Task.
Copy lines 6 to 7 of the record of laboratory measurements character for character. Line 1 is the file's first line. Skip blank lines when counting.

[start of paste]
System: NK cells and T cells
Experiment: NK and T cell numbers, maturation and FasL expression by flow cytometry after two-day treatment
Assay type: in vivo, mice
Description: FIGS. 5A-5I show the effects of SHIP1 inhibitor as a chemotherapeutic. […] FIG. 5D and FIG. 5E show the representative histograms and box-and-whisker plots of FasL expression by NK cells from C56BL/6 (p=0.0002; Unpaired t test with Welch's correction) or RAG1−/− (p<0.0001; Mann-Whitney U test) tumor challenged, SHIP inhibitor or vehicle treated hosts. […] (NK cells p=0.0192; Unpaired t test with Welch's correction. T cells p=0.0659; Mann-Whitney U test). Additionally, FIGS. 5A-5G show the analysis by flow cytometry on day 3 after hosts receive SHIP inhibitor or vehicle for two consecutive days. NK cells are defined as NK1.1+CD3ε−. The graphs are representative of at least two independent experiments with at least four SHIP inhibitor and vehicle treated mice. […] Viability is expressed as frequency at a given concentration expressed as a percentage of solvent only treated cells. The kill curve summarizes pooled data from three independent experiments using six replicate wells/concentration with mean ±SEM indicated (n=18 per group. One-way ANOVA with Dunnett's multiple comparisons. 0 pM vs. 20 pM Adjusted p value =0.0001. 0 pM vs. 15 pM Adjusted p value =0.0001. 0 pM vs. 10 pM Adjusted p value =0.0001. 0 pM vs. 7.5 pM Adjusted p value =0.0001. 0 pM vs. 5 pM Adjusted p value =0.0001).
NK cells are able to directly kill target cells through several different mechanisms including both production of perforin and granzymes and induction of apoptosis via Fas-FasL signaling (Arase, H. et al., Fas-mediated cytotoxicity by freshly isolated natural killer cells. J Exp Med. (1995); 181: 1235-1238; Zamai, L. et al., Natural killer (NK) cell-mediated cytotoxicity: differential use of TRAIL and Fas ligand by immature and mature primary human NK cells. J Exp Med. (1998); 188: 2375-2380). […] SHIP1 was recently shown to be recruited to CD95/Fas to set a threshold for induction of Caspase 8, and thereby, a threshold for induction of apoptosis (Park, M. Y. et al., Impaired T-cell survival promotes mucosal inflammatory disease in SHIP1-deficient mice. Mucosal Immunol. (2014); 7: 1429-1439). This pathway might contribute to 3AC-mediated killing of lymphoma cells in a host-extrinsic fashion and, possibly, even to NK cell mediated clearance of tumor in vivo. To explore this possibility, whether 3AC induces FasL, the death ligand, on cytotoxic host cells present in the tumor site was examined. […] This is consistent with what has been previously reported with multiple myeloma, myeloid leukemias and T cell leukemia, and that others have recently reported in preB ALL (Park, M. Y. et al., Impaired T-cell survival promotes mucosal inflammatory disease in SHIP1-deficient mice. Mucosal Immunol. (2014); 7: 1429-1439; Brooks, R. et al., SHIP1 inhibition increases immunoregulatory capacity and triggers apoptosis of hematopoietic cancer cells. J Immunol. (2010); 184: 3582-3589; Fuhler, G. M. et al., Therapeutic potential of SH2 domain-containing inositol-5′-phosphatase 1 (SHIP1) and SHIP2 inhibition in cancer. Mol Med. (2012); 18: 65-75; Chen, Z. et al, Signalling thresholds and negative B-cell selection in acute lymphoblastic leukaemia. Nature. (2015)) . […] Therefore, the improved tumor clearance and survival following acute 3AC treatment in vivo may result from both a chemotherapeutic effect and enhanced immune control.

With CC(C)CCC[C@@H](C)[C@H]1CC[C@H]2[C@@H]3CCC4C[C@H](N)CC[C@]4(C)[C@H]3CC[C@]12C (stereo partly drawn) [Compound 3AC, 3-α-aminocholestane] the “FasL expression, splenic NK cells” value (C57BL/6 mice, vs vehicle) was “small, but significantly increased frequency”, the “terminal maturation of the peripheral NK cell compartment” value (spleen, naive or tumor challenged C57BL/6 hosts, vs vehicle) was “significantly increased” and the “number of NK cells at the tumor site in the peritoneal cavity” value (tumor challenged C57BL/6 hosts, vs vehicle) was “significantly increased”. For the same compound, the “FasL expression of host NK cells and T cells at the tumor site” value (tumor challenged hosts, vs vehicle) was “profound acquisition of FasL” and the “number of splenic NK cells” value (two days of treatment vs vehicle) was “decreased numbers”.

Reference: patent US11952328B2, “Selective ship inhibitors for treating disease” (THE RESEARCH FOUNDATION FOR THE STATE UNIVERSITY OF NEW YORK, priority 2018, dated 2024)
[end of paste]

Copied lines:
With CC(C)CCC[C@@H](C)[C@H]1CC[C@H]2[C@@H]3CCC4C[C@H](N)CC[C@]4(C)[C@H]3CC[C@]12C (stereo partly drawn) [Compound 3AC, 3-α-aminocholestane] the “FasL expression, splenic NK cells” value (C57BL/6 mice, vs vehicle) was “small, but significantly increased frequency”, the “terminal maturation of the peripheral NK cell compartment” value (spleen, naive or tumor challenged C57BL/6 hosts, vs vehicle) was “significantly increased” and the “number of NK cells at the tumor site in the peritoneal cavity” value (tumor challenged C57BL/6 hosts, vs vehicle) was “significantly increased”. For the same compound, the “FasL expression of host NK cells and T cells at the tumor site” value (tumor challenged hosts, vs vehicle) was “profound acquisition of FasL” and the “number of splenic NK cells” value (two days of treatment vs vehicle) was “decreased numbers”.

Reference: patent US11952328B2, “Selective ship inhibitors for treating disease” (THE RESEARCH FOUNDATION FOR THE STATE UNIVERSITY OF NEW YORK, priority 2018, dated 2024)